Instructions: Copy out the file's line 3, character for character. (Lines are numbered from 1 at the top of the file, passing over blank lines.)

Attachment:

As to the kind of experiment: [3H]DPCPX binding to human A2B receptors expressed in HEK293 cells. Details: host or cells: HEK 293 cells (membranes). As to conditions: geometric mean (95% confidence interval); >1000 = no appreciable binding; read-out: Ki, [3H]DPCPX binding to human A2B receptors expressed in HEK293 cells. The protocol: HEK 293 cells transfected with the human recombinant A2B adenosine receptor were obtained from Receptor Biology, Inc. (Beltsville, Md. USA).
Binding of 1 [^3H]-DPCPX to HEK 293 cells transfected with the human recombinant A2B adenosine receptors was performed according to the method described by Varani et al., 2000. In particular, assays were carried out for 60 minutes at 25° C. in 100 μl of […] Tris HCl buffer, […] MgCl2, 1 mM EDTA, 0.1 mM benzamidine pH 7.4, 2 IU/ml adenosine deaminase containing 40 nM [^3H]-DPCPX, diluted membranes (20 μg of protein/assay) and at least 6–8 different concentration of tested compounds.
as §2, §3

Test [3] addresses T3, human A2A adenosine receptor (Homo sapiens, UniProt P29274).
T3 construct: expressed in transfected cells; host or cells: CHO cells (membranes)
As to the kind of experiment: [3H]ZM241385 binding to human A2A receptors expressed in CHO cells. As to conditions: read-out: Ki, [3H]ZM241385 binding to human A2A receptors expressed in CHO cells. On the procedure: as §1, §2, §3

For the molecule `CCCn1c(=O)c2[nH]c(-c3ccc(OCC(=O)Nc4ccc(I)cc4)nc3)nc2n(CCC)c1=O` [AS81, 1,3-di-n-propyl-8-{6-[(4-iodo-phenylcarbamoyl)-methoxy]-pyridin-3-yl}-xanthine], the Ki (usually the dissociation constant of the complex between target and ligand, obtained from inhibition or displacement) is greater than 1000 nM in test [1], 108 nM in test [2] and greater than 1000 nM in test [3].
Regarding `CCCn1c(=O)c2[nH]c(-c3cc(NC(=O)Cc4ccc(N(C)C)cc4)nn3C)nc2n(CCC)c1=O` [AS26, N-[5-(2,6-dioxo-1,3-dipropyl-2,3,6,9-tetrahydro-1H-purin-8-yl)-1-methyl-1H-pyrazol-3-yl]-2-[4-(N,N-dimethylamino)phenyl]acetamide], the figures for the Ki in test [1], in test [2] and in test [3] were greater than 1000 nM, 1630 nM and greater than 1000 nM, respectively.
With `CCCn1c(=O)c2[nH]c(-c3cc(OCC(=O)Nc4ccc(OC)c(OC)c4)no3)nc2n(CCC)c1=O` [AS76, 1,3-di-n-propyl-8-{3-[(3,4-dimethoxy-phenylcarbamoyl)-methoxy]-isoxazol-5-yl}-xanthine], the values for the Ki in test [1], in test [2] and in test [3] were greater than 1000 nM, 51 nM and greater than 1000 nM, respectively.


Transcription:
as §2, §3